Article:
OREANDA-NEWS. Congress gave the US Environmental Protection Agency significant flexibility in determining how best to reduce CO2 emissions from the power sector, government lawyers said.

The section of the Clean Air Act used to issue the Clean Power Plan for existing power plants grants the agency the ability to look beyond what can be done at individual facilities in determining the "best system of emission reduction," EPA lawyers said in a 22 April court filling. The word system in particular means the agency can look at a "broad scope" of potential measures, such as "generation shifting," or moving to less carbon-intensive electricity sources, EPA said.

"This broad statutory language shows that Congress was directing EPA to consider a wide range of measures to reduce emissions from sources," the agency said.

Supporting the use of generation shifting is the fact that "power plants can, and do, apply these measures to reduce their emissions," EPA said.

The use of generation shifting is one of the biggest issues in the case, with EPA and its opponents arguing back-and-forth over its use in court filings over the past month. The states, generators and industry groups suing EPA say the Clean Air Act limits the agency to setting standards that can be achieved by individual units.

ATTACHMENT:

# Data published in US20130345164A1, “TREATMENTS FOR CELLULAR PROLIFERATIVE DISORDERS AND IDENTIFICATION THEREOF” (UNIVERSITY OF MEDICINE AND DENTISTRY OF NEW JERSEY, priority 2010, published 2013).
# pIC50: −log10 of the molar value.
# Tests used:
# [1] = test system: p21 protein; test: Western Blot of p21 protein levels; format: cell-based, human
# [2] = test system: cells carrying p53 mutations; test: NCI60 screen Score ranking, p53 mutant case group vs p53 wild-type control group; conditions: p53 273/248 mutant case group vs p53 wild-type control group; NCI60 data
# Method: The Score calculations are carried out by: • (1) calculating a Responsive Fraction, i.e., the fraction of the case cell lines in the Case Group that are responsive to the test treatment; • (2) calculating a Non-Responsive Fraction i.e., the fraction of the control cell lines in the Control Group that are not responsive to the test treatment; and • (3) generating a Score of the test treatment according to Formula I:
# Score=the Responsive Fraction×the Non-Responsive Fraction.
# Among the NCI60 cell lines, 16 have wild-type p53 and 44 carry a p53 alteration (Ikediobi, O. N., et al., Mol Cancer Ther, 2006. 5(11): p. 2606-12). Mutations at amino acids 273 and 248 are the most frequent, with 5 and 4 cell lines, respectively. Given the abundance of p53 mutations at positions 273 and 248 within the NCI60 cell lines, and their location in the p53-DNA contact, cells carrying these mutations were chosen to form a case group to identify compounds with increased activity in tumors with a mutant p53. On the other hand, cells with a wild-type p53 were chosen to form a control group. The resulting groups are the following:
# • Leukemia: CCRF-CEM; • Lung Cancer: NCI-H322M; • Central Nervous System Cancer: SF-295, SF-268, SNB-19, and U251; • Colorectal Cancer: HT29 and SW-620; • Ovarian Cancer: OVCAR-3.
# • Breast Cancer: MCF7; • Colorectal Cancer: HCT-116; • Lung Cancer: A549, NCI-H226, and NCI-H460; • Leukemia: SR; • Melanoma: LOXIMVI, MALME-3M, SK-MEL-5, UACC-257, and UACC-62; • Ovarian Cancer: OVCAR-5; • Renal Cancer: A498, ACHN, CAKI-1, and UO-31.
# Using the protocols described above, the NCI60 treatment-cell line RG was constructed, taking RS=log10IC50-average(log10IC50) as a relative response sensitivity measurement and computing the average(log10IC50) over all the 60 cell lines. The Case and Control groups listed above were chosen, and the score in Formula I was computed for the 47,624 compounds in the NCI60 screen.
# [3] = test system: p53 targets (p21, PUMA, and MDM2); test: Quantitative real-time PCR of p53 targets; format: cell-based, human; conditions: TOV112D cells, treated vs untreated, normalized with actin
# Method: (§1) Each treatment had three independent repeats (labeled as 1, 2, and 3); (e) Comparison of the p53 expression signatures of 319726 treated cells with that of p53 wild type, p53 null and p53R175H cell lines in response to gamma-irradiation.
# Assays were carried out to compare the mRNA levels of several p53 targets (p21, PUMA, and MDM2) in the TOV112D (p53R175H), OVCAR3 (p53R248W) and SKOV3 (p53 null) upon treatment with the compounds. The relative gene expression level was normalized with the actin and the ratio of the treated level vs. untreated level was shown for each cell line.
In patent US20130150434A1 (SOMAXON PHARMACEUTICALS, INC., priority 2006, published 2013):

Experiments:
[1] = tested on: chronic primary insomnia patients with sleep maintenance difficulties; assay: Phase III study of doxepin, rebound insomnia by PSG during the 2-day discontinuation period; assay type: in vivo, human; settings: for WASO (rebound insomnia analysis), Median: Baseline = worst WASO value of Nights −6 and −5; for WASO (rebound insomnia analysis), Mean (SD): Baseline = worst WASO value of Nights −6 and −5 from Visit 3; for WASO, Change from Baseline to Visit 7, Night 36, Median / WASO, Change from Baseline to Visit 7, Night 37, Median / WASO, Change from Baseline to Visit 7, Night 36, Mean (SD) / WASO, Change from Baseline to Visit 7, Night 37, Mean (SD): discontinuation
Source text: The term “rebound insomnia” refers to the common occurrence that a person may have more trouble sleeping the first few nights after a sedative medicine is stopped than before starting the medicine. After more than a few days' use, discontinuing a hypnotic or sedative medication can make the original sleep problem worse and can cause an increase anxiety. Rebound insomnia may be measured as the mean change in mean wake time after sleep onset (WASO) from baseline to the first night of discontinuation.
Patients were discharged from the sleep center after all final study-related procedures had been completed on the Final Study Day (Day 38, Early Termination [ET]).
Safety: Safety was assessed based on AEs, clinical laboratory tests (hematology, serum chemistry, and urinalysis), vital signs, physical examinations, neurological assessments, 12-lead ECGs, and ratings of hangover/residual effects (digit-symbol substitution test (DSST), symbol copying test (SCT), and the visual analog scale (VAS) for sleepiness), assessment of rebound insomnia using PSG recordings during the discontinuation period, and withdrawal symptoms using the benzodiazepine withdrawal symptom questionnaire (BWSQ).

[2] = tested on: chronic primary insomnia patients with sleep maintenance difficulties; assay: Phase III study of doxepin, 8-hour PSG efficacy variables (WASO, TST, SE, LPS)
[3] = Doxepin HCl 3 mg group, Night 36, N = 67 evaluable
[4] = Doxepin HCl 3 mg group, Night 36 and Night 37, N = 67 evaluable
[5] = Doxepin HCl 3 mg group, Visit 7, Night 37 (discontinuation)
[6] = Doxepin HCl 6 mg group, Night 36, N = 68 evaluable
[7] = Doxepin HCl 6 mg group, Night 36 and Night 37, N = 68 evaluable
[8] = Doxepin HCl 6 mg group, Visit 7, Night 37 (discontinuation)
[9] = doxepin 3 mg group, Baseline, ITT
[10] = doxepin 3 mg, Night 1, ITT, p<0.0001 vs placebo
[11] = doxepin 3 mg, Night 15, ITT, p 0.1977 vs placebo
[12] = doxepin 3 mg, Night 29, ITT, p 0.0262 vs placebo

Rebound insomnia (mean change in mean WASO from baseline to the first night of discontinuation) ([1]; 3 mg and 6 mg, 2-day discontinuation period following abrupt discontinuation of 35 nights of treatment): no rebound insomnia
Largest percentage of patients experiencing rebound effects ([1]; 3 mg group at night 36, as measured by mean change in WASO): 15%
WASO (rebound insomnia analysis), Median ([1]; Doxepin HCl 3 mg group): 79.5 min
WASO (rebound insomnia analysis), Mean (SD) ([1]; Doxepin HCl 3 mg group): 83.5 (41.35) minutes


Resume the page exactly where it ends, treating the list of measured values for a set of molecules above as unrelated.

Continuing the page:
The carbon standards are being challenged by 26 states, along with dozens of utilities, coal producers and industry groups.

EPA's filing last week, along with those from parties supporting the agency, marks the end of the legal briefing for the case. Next up, the court will hear oral arguments on 2 June, with a decision likely to be issued in late summer or early fall. The US Supreme Court in February put the Clean Power Plan on hold until the litigation is resolved.

The Clean Power Plan requires each state's power sector to meet CO2 targets for 2020-2030.

EPA set the targets based on a series of "building blocks," such as improving power plant heat rates, relying more on existing natural gas-fired generation and building new renewable energy generation. The agency says states can comply using a wide range of measures, not just those included in the building blocks.